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Integration by Parts

  1. Dec 4, 2009 #1
    1. The problem statement, all variables and given/known data

    Evaluate the integral
    (e^-theta) cos(2theta)

    I got this as my answer
    But it was wrong
    All help is appreciated.
  2. jcsd
  3. Dec 4, 2009 #2


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    well you don't have "1/2" in there anywhere

    u=e so du=?

    dv= cos2θ dθ so v= ?
  4. Dec 4, 2009 #3
    i got du= e^-theta
    and v= sin(2theta)
  5. Dec 4, 2009 #4


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    v would be "1/2 sin2θ", right?
  6. Dec 4, 2009 #5
    This is probably a stupid question but why would it be?
  7. Dec 4, 2009 #6


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    [tex]\int cos n\theta d\theta[/tex]

    let t = nθ ⇒ dt = ndθ or dt/n = dθ (n is a constant)

    [tex]\therefore \int cos n\theta d\theta \equiv \int \frac{cos t}{n} dt = \frac{1}{n} sin t=\frac{1}{n}sin(n\theta)[/tex]

    see where the 1/2 comes from?
  8. Dec 4, 2009 #7
    ok yeah i think i got it, so now I'm at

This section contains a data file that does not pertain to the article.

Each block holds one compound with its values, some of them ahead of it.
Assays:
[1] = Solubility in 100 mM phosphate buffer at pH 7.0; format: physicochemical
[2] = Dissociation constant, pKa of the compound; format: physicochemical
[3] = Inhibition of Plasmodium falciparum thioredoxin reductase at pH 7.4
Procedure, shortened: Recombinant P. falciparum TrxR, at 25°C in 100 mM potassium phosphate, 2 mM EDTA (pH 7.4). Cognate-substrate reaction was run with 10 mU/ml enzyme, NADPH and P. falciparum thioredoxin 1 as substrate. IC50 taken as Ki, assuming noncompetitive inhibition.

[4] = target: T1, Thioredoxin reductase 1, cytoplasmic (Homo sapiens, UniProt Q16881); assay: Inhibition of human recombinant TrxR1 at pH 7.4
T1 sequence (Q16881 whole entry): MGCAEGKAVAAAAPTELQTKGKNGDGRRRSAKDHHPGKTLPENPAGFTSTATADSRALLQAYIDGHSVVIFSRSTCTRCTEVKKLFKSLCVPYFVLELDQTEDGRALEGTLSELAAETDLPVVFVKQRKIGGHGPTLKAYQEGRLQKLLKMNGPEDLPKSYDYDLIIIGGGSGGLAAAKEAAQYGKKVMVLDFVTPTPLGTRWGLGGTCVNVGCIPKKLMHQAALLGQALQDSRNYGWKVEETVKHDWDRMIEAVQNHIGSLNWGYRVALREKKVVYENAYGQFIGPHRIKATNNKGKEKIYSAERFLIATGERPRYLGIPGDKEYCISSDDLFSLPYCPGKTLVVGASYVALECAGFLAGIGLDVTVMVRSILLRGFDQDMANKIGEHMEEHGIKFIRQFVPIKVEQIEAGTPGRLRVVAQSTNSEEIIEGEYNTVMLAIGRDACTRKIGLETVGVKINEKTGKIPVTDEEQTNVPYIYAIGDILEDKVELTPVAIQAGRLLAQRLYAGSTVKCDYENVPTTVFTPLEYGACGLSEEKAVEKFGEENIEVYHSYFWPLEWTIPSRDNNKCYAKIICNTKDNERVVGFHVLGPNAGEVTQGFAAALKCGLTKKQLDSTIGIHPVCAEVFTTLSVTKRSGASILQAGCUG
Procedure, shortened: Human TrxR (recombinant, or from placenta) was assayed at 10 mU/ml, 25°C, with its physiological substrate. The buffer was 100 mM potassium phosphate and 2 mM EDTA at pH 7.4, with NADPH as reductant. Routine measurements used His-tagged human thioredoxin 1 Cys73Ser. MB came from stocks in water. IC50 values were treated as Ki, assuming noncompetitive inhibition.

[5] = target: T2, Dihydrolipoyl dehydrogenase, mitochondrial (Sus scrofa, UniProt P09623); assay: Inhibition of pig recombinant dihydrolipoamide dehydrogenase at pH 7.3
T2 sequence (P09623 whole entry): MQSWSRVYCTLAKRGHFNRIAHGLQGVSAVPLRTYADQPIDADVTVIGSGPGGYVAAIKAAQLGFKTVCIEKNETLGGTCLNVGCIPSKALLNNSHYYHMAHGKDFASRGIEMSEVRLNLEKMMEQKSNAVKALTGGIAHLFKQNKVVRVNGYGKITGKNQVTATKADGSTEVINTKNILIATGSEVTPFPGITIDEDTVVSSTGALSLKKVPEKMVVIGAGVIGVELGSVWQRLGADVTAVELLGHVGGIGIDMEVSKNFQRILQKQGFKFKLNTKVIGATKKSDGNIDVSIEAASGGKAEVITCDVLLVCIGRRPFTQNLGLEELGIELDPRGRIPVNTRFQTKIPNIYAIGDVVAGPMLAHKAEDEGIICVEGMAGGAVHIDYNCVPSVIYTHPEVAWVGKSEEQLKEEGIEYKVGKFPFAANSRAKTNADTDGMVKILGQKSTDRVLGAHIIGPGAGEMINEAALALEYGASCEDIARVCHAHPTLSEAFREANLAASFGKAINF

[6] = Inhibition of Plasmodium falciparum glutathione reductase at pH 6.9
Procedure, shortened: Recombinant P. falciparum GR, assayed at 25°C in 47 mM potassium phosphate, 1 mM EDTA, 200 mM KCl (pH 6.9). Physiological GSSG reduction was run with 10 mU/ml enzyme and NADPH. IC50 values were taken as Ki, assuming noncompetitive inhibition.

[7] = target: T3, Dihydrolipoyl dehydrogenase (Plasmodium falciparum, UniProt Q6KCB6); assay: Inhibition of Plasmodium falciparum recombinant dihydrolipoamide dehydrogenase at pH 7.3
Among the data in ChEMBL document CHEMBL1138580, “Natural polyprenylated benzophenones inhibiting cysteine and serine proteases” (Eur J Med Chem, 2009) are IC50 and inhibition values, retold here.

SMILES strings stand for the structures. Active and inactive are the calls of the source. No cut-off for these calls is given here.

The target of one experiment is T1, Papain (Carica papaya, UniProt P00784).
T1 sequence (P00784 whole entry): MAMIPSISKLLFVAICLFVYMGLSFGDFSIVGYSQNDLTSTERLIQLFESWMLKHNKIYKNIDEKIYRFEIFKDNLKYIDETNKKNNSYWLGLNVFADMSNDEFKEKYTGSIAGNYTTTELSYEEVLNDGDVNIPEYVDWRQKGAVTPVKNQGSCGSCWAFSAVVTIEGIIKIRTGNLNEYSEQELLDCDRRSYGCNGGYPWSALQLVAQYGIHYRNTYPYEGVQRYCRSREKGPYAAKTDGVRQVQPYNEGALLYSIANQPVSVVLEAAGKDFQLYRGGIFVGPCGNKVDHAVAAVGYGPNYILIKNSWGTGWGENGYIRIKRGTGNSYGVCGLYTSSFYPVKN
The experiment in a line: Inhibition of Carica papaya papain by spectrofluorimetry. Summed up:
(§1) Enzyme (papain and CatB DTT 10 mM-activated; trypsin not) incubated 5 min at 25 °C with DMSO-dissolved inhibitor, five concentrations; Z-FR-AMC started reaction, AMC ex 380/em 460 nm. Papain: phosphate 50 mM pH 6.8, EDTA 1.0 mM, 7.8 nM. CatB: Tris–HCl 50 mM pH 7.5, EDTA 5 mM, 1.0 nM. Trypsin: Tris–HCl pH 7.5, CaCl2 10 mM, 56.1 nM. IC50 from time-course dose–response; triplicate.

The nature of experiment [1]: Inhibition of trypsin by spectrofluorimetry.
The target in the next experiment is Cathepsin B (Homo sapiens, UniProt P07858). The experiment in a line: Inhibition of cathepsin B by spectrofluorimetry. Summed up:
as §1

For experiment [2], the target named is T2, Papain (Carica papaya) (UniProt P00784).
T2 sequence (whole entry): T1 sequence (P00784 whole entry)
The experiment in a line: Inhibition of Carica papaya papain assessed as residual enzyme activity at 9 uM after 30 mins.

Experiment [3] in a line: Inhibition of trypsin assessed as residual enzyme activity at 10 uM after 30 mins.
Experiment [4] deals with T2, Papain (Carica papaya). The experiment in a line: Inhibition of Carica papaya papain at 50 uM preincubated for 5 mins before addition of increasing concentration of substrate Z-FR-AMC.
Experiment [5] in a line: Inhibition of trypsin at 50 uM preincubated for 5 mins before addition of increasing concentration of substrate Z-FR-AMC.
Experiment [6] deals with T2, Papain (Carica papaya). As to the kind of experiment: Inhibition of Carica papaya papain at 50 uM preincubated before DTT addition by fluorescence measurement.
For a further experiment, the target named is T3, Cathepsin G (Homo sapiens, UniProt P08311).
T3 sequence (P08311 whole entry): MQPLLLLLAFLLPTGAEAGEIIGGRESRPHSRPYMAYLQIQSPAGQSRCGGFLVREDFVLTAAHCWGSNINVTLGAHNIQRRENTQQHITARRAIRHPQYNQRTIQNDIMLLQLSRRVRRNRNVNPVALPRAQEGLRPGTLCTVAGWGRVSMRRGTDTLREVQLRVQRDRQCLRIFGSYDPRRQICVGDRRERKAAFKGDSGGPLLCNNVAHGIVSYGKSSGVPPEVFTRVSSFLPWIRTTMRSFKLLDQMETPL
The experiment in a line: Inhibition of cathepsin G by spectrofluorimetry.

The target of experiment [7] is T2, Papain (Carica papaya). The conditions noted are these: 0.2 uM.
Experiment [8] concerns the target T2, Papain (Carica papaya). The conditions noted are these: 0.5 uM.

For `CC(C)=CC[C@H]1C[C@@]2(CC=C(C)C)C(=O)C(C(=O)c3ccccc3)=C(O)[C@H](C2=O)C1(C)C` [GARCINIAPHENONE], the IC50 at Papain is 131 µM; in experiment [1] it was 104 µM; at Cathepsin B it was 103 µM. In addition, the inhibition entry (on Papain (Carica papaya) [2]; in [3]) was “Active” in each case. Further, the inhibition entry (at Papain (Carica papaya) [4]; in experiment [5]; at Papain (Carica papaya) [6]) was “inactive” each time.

e^-θ - sin(2θ) - ∫1/2sin(2θ) * e^-θ
    what do i do with the ∫1/2sin(2θ) * e^-θ?
    Take the anti derivative right?
    would that be -(1/2)cos(2θ) * e^-θ?
  9. Dec 4, 2009 #8


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    integrate by parts again
  10. Dec 5, 2009 #9


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    What is the derivative of [itex]sin(2\theta)[/itex]?

    In general, if [itex]\int f(x)dx= F(x)+ C[/itex] then to integrate [itex]\int f(ax+b) dx[/itex], let u= ax+ b so that du= a dx or (1/a)du= dx. The integral becomes [itex](1/a)\int f(u)du= (1/a)F(u)+ C= (1/a)F(ax+ b)+ C[/itex].

    That is, for f(ax+b), just as, if you were differentiating, you would have to multiply by a (by the chain rule), so when integrating, you divide by a.

    (That works for a simple linear substitution.
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